The Australian Nuclear Science and Technology Organisation (ANSTO) has joined a team, lead by the US Department of Energy’s Pacific Northwest National Laboratory (PNNL), to install a high resolution monitoring system at ANSTO’s medical isotope production facility in Lucas Heights, Australia.
ANSTO has become the second facility in the world to install a stack monitor of this kind, after Radioelements (IRE) in Fleurus, Belgium, with both facilities producing potentially life-saving medical isotopes, including Molybdenum‑99.
Medical isotopes are used daily around the world to visualize and diagnose cancer, heart disease and other serious ailments.
However, the production of these lifesaving medical isotopes can emit gasses that, while posing no threat to the wider community, have features that mimic those produced by a nuclear explosion.
PNNL is working with the U.S. Departments of State and Defence and the National Nuclear Security Administration to install highly sensitive detectors via a project called STAX, or Source Term Analysis of Xenon.
The STAX project is an initiative to support global monitoring for nuclear explosions by providing stack monitoring equipment to measure effluents from the stacks of nuclear facilities that emit radioactive xenon.
PNNL is working with nuclear medicine production facilities around the world to install monitors that will help understand more about the levels and timing of these emissions.
PNNL scientists are experts in developing methods of detecting extremely low levels of radioactive isotopes. While the monitors being installed in the stacks are off-the-shelf devices, they’ve been modified to provide even greater sensitivity for the isotopes of interest.
The use of the data from monitoring medical nuclear isotopes will help international governments and agencies to monitor signals of nuclear explosions around the world.
“These first of their kind sensor systems, one in each hemisphere, will help with international measurements for detecting underground nuclear explosions,” said Dr. Judah Friese, Principal Investigator at PNNL.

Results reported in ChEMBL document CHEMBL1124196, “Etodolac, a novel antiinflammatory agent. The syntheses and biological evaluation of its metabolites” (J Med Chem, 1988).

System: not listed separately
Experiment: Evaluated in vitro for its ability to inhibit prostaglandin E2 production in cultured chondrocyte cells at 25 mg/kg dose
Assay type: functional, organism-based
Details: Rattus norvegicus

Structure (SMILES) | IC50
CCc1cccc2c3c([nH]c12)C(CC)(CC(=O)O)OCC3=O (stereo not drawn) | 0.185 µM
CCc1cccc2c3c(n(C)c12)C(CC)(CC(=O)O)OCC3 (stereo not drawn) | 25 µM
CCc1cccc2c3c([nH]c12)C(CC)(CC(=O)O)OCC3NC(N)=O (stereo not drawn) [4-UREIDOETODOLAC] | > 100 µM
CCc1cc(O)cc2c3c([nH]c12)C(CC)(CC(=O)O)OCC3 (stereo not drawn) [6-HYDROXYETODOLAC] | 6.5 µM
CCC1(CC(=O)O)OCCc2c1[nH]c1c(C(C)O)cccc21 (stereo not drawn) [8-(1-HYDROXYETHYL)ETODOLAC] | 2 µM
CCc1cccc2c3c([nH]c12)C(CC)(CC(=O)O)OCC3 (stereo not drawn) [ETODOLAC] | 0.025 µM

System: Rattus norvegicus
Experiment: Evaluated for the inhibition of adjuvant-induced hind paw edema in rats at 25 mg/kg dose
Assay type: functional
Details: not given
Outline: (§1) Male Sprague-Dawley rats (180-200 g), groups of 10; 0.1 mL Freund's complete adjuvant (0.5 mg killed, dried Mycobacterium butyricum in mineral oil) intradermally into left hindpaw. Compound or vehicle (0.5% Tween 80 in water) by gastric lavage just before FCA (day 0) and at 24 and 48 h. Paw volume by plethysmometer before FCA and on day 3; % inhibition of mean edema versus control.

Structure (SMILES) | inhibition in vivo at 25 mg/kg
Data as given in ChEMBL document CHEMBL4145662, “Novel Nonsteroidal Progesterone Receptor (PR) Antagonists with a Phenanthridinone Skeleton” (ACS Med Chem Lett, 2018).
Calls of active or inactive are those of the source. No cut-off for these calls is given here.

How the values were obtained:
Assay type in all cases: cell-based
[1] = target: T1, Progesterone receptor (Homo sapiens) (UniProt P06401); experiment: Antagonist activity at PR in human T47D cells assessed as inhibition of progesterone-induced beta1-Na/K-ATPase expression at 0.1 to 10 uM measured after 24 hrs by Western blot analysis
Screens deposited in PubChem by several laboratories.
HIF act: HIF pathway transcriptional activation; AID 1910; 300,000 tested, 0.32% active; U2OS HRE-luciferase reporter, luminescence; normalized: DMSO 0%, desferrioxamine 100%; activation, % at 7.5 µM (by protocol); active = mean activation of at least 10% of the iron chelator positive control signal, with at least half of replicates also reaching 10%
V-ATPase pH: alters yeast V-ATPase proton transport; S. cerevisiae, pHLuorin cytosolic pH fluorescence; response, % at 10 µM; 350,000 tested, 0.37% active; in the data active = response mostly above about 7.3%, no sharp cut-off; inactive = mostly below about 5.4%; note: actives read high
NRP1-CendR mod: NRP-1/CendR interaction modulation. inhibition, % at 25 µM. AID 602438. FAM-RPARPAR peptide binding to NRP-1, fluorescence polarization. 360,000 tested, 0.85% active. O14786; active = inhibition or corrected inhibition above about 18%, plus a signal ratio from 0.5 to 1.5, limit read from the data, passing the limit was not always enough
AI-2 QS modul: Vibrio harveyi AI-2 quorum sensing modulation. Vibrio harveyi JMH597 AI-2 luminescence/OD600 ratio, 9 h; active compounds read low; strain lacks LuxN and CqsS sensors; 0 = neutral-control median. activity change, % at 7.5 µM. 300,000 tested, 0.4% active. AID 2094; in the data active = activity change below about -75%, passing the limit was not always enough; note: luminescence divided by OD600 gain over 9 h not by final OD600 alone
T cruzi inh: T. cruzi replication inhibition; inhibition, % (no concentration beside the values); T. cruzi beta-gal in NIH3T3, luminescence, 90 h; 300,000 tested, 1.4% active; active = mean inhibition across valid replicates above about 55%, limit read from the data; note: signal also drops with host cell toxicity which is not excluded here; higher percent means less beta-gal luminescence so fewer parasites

“While these are the first companies to install these systems, more installations are planned at locations around the globe to increase confidence in international nuclear explosion monitoring,” said Dr. Friese.
In Australia, ANSTO assembles and distributes more than 10,000 doses of nuclear medicine a week; needed, on average, by one in two Australians during their lifetime. Worldwide there are some 40 million medical procedures per year involving Technetium-99m, a short-lived isotope of Molybdenum-99 which gives off radioxenon in production.
“It’s important to understand the levels and timing of xenon released by medical isotope facilities the world over, which is significant but relatively uncharted until now,” said Dr. Friese.
Analysts at the Preparatory Commission for the Comprehensive Nuclear-Test-Ban Treaty Organization (CTBTO PrepCom) track airborne xenon through the International Monitoring System.
The CTBTO PrepCom notes that radioxenon is like the DNA of a nuclear explosion that provides forensic evidence for analysts.
Emmy Hoffmann for ANSTO explained how the opportunity to support the development or enhancement of nuclear forensic capabilities not only enhances regional nuclear security, but also the cohesive global nuclear footprint.
“ANSTO has considerable nuclear policy and technology expertise, and we are delighted to join our international counterparts in the STAX project and contribute on a global scale,” said Ms Hoffmann, who manages environmental monitoring at ANSTO.
ANSTO Media Contact: Phil McCall 0438 619 987
About Pacific Northwest National Laboratory
Pacific Northwest National Laboratory draws on signature capabilities in chemistry, earth sciences, and data analytics to advance scientific discovery and create solutions to the nation's toughest challenges in energy resiliency and national security. Founded in 1965, PNNL is operated by Battelle for the U.S. Department of Energy's Office of Science. DOE's Office of Science is the single largest supporter of basic research in the physical sciences in the United States and is working to address some of the most pressing challenges of our time. For more information, visit PNNL's News Center. Follow us on Facebook, Instagram, LinkedIn and Twitter.